With the French announcing today that they were putting restrictions on travellers from the UK due to the 88,000 Omicron daily cases, it was the final nail in the coffin of getting the archive to Portugal this year before the deadline. Now a whole different track if it is ever to arrive here. There’s the issue of duty, the customs have to be convinced that the archive isn’t a stock of goods to be sold. Apparently, you can’t just say, “but they’re my collection”, that’s not good enough, not proof. So lots of money spent already on trips to England to sort it all out, paying for the paperwork, the permits that had no worth as we took one small load through Spain incurring a 500€ import duty. So we’ll see what next year brings and hope that the storage costs in England are not going to be too excessive. We thought that if we couldn’t get a removal company to do the job (four companies have said they could do it and then come up with a reason why they couldn’t, wasting months), then we could drive there before the end of the year and at least pick up my amps and the remainder of my guitars and musical equipment, Covid outbreaks put an end to that. So with that and with the general inability to travel due to Covid for so much of this year, the window that says residents must bring their personal belongings into the country within a year of getting residency – has passed. Plan B.
Depressing as all this was, it seemed like a good excuse to find something to take one’s mind off the issue – I know, clean the bathroom! Despite that satisfying task, it hardly takes up the evening so how about a trip to the psychedelic psupermarket, the recycling and the computer shop just before they close. Although Olivia had just been to the very same psychedelic psupermarket, I found reason to go again to buy things we didn’t need yet, but soon would, like in a week. On return, I dropped off the heavy bags that were full of things we didn’t need and turned around and went to the other psychedelic psupermarket in the other direction to stock up on things that the first psychedelic psupermarket doesn’t sell, and I also didn’t need.
On the way, a prang, a couple with a torch looking for damage on their compact car. There didn’t seem to be so much to fix but perhaps a tail light crack might be needed seeing to. It’s rush hour, it’s dark, it’s busy on the road, oddly not so many people walking but perhaps that’s because I’m going off in a less central direction. At one point I went to cross the road and the car (one of those square, squashed, small, city cars) is moving forward in the queue whilst the driver is looking down at what I presume is his radio, I’m trying to attract his attention but he keeps on moving not looking where he’s going. It’s warm, it’s dark but it’s warm, I’m taking two bags with me to carry the psychedelic shopping back. Up and down the aisles stocking up on the usual suspects, one wouldn’t want to get to Christmas Day and be out of soya milk. Heaven forbid.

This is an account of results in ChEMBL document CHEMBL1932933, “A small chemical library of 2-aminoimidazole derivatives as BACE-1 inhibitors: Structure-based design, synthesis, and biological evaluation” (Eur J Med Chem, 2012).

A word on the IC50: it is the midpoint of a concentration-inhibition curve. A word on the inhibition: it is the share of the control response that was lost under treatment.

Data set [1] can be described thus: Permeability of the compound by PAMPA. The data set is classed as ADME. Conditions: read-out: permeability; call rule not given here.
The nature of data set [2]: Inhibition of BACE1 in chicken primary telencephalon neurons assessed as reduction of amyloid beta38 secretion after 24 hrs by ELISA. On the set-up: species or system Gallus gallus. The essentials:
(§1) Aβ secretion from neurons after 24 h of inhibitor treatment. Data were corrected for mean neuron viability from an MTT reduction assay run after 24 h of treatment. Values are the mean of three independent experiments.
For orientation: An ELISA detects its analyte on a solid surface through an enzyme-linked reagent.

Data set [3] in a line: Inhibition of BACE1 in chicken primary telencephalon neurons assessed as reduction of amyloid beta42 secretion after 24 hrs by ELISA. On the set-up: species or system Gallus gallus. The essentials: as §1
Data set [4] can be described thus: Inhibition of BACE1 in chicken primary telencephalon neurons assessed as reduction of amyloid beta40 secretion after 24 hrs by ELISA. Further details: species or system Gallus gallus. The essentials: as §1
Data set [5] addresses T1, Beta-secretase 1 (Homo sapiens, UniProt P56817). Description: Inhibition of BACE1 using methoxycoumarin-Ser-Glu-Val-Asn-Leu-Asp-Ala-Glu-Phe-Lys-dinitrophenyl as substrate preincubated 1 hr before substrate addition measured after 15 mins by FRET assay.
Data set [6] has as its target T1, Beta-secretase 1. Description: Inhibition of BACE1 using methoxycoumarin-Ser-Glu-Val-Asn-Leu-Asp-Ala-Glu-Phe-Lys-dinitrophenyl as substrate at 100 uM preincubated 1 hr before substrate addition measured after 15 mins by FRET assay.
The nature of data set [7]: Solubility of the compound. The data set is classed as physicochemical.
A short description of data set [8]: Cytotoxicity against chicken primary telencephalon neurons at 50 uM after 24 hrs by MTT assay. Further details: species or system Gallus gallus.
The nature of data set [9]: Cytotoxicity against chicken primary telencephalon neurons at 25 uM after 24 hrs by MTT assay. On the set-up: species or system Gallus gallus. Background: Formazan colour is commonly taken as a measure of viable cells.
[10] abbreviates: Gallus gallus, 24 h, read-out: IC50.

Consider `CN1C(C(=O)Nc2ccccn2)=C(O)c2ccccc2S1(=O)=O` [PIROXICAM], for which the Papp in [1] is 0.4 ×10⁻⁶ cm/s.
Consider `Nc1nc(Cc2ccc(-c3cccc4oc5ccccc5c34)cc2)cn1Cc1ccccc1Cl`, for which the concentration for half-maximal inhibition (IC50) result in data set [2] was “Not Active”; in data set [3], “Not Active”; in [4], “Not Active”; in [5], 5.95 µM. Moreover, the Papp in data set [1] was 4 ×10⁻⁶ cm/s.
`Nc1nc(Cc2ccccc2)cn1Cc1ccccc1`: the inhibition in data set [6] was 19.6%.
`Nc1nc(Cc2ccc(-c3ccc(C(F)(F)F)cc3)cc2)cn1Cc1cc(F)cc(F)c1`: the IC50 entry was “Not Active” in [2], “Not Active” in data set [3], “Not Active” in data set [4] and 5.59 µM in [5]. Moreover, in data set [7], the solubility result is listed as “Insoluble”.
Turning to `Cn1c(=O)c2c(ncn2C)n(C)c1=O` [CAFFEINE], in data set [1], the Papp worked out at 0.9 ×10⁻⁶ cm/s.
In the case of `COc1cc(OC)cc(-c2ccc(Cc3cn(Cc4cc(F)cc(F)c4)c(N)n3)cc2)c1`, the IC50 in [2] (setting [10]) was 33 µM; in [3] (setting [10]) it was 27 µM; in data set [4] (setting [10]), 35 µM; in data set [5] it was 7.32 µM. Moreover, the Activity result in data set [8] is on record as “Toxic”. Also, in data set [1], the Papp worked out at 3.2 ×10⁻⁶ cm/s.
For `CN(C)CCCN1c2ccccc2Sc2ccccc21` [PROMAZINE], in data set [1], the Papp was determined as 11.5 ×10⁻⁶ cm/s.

Music today has been Joni Mitchell’s jazzy, lyrical Hejira (1976) with the legend that is Jaco Pastorius on fretless bass. I guess that sound isn’t for everybody. She was heading into a much jazzier direction into the future as she evolved out of the hippie sixties into the seventies sophisticated singer-songwriter and then had to go somewhere else. It all went a bit wrong in the eighties as she fell victim to eighties production but later found herself again. Her painting continued to be impressive but later an aneurysm, continued smoking, and the controversial Morgellons disease has seen her do little in recent years but it’s not like she hasn’t left an inspired legacy.